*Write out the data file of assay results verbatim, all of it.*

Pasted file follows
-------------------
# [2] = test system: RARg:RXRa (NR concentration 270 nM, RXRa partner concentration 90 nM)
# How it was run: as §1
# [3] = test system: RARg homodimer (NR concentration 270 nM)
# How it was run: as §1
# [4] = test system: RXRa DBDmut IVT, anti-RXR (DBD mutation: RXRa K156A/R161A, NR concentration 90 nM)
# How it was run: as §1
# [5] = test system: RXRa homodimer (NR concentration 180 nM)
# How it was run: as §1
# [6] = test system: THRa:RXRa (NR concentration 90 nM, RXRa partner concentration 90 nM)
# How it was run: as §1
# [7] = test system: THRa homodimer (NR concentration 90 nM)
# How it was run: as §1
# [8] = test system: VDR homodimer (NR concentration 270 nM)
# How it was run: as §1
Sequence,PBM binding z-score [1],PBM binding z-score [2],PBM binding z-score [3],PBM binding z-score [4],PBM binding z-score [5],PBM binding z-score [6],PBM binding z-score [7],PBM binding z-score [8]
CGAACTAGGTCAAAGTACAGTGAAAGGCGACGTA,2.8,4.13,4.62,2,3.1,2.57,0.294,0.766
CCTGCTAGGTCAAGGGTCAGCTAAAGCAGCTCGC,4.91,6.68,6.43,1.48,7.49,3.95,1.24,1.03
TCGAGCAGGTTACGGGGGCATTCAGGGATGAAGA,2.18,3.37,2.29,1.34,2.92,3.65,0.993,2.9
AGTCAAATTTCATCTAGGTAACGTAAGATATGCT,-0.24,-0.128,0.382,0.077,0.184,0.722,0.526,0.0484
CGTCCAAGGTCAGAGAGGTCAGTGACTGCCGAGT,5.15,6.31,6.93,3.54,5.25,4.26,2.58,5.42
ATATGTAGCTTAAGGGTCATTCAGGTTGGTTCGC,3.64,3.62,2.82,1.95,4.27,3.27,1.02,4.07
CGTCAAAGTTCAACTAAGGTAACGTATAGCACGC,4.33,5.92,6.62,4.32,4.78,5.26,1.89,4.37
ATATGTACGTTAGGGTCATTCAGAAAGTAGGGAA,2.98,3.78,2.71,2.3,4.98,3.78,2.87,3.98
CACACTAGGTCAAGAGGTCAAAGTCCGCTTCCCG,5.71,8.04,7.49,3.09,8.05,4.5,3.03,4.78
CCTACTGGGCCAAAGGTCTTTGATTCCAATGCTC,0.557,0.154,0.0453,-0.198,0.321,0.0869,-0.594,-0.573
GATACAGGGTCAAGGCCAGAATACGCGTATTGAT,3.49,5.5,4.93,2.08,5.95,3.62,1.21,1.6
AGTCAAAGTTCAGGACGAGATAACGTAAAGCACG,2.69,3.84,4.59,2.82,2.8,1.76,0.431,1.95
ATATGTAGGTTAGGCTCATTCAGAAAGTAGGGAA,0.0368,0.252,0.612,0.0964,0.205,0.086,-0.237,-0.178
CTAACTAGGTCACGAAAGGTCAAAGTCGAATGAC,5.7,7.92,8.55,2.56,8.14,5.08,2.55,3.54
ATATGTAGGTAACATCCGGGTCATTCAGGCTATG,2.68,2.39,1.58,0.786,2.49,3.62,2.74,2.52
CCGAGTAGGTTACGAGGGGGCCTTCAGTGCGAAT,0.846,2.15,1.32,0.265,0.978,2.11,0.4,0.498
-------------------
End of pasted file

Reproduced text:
# [2] = test system: RARg:RXRa (NR concentration 270 nM, RXRa partner concentration 90 nM)
# How it was run: as §1
# [3] = test system: RARg homodimer (NR concentration 270 nM)
# How it was run: as §1
# [4] = test system: RXRa DBDmut IVT, anti-RXR (DBD mutation: RXRa K156A/R161A, NR concentration 90 nM)
# How it was run: as §1
# [5] = test system: RXRa homodimer (NR concentration 180 nM)
# How it was run: as §1
# [6] = test system: THRa:RXRa (NR concentration 90 nM, RXRa partner concentration 90 nM)
# How it was run: as §1
# [7] = test system: THRa homodimer (NR concentration 90 nM)
# How it was run: as §1
# [8] = test system: VDR homodimer (NR concentration 270 nM)
# How it was run: as §1
Sequence,PBM binding z-score [1],PBM binding z-score [2],PBM binding z-score [3],PBM binding z-score [4],PBM binding z-score [5],PBM binding z-score [6],PBM binding z-score [7],PBM binding z-score [8]
CGAACTAGGTCAAAGTACAGTGAAAGGCGACGTA,2.8,4.13,4.62,2,3.1,2.57,0.294,0.766
CCTGCTAGGTCAAGGGTCAGCTAAAGCAGCTCGC,4.91,6.68,6.43,1.48,7.49,3.95,1.24,1.03
TCGAGCAGGTTACGGGGGCATTCAGGGATGAAGA,2.18,3.37,2.29,1.34,2.92,3.65,0.993,2.9
AGTCAAATTTCATCTAGGTAACGTAAGATATGCT,-0.24,-0.128,0.382,0.077,0.184,0.722,0.526,0.0484
CGTCCAAGGTCAGAGAGGTCAGTGACTGCCGAGT,5.15,6.31,6.93,3.54,5.25,4.26,2.58,5.42
ATATGTAGCTTAAGGGTCATTCAGGTTGGTTCGC,3.64,3.62,2.82,1.95,4.27,3.27,1.02,4.07
CGTCAAAGTTCAACTAAGGTAACGTATAGCACGC,4.33,5.92,6.62,4.32,4.78,5.26,1.89,4.37
ATATGTACGTTAGGGTCATTCAGAAAGTAGGGAA,2.98,3.78,2.71,2.3,4.98,3.78,2.87,3.98
CACACTAGGTCAAGAGGTCAAAGTCCGCTTCCCG,5.71,8.04,7.49,3.09,8.05,4.5,3.03,4.78
CCTACTGGGCCAAAGGTCTTTGATTCCAATGCTC,0.557,0.154,0.0453,-0.198,0.321,0.0869,-0.594,-0.573
GATACAGGGTCAAGGCCAGAATACGCGTATTGAT,3.49,5.5,4.93,2.08,5.95,3.62,1.21,1.6
AGTCAAAGTTCAGGACGAGATAACGTAAAGCACG,2.69,3.84,4.59,2.82,2.8,1.76,0.431,1.95
ATATGTAGGTTAGGCTCATTCAGAAAGTAGGGAA,0.0368,0.252,0.612,0.0964,0.205,0.086,-0.237,-0.178
CTAACTAGGTCACGAAAGGTCAAAGTCGAATGAC,5.7,7.92,8.55,2.56,8.14,5.08,2.55,3.54
ATATGTAGGTAACATCCGGGTCATTCAGGCTATG,2.68,2.39,1.58,0.786,2.49,3.62,2.74,2.52
CCGAGTAGGTTACGAGGGGGCCTTCAGTGCGAAT,0.846,2.15,1.32,0.265,0.978,2.11,0.4,0.498